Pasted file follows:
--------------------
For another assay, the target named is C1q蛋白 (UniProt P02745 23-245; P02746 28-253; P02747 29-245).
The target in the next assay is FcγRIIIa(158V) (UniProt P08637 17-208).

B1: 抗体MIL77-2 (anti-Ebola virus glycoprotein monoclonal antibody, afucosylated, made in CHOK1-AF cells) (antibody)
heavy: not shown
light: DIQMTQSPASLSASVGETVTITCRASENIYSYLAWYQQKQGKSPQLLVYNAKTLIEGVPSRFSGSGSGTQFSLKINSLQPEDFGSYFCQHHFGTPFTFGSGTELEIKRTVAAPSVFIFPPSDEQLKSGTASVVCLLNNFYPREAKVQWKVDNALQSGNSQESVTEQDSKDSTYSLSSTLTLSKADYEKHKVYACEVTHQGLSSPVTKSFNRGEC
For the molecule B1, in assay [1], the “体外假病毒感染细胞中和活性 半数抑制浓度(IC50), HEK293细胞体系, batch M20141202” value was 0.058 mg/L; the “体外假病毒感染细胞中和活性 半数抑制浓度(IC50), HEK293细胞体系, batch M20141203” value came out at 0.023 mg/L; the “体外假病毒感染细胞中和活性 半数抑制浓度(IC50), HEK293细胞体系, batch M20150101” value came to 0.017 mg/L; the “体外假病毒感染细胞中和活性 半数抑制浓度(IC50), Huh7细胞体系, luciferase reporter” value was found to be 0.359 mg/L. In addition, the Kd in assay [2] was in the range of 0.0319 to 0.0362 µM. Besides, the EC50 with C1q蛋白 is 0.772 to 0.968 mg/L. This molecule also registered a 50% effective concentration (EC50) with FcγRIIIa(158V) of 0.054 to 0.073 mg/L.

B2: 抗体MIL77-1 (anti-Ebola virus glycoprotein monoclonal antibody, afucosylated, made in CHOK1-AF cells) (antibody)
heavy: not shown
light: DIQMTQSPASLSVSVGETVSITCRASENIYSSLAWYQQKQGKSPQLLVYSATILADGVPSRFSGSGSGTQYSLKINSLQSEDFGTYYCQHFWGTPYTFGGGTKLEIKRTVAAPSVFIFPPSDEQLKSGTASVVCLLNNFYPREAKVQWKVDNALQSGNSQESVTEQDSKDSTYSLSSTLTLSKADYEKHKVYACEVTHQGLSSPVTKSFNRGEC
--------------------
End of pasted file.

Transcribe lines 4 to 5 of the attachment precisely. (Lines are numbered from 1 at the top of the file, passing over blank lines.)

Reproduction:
heavy: not shown
light: DIQMTQSPASLSASVGETVTITCRASENIYSYLAWYQQKQGKSPQLLVYNAKTLIEGVPSRFSGSGSGTQFSLKINSLQPEDFGSYFCQHHFGTPFTFGSGTELEIKRTVAAPSVFIFPPSDEQLKSGTASVVCLLNNFYPREAKVQWKVDNALQSGNSQESVTEQDSKDSTYSLSSTLTLSKADYEKHKVYACEVTHQGLSSPVTKSFNRGEC